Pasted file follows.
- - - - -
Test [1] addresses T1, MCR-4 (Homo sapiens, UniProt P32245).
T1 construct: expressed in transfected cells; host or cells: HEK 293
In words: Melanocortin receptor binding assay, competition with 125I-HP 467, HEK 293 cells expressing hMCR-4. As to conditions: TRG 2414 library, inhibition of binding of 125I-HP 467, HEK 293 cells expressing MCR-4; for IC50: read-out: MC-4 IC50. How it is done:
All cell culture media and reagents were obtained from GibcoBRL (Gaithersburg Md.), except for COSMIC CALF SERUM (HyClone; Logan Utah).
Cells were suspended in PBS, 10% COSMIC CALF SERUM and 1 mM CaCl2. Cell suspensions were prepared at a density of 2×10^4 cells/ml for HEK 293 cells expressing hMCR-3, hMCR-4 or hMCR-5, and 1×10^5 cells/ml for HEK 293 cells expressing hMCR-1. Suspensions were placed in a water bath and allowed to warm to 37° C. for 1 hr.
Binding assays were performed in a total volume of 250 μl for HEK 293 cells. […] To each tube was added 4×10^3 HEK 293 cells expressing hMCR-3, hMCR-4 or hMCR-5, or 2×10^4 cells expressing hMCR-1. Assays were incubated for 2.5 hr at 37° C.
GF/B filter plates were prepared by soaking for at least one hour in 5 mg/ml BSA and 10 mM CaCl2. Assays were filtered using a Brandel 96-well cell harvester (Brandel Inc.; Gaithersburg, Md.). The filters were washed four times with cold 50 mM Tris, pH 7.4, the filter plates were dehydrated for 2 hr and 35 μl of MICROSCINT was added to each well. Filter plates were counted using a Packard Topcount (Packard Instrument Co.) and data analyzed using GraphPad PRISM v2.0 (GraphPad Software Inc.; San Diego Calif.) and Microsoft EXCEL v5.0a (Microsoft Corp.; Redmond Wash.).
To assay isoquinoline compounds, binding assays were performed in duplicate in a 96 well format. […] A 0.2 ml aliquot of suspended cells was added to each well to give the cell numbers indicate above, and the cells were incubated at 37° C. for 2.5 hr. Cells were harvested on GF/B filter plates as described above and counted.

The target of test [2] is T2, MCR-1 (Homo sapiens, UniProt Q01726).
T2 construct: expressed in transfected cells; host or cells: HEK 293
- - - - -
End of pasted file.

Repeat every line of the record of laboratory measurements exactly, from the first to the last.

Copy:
Test [1] addresses T1, MCR-4 (Homo sapiens, UniProt P32245).
T1 construct: expressed in transfected cells; host or cells: HEK 293
In words: Melanocortin receptor binding assay, competition with 125I-HP 467, HEK 293 cells expressing hMCR-4. As to conditions: TRG 2414 library, inhibition of binding of 125I-HP 467, HEK 293 cells expressing MCR-4; for IC50: read-out: MC-4 IC50. How it is done:
All cell culture media and reagents were obtained from GibcoBRL (Gaithersburg Md.), except for COSMIC CALF SERUM (HyClone; Logan Utah).
Cells were suspended in PBS, 10% COSMIC CALF SERUM and 1 mM CaCl2. Cell suspensions were prepared at a density of 2×10^4 cells/ml for HEK 293 cells expressing hMCR-3, hMCR-4 or hMCR-5, and 1×10^5 cells/ml for HEK 293 cells expressing hMCR-1. Suspensions were placed in a water bath and allowed to warm to 37° C. for 1 hr.
Binding assays were performed in a total volume of 250 μl for HEK 293 cells. […] To each tube was added 4×10^3 HEK 293 cells expressing hMCR-3, hMCR-4 or hMCR-5, or 2×10^4 cells expressing hMCR-1. Assays were incubated for 2.5 hr at 37° C.
GF/B filter plates were prepared by soaking for at least one hour in 5 mg/ml BSA and 10 mM CaCl2. Assays were filtered using a Brandel 96-well cell harvester (Brandel Inc.; Gaithersburg, Md.). The filters were washed four times with cold 50 mM Tris, pH 7.4, the filter plates were dehydrated for 2 hr and 35 μl of MICROSCINT was added to each well. Filter plates were counted using a Packard Topcount (Packard Instrument Co.) and data analyzed using GraphPad PRISM v2.0 (GraphPad Software Inc.; San Diego Calif.) and Microsoft EXCEL v5.0a (Microsoft Corp.; Redmond Wash.).
To assay isoquinoline compounds, binding assays were performed in duplicate in a 96 well format. […] A 0.2 ml aliquot of suspended cells was added to each well to give the cell numbers indicate above, and the cells were incubated at 37° C. for 2.5 hr. Cells were harvested on GF/B filter plates as described above and counted.

The target of test [2] is T2, MCR-1 (Homo sapiens, UniProt Q01726).
T2 construct: expressed in transfected cells; host or cells: HEK 293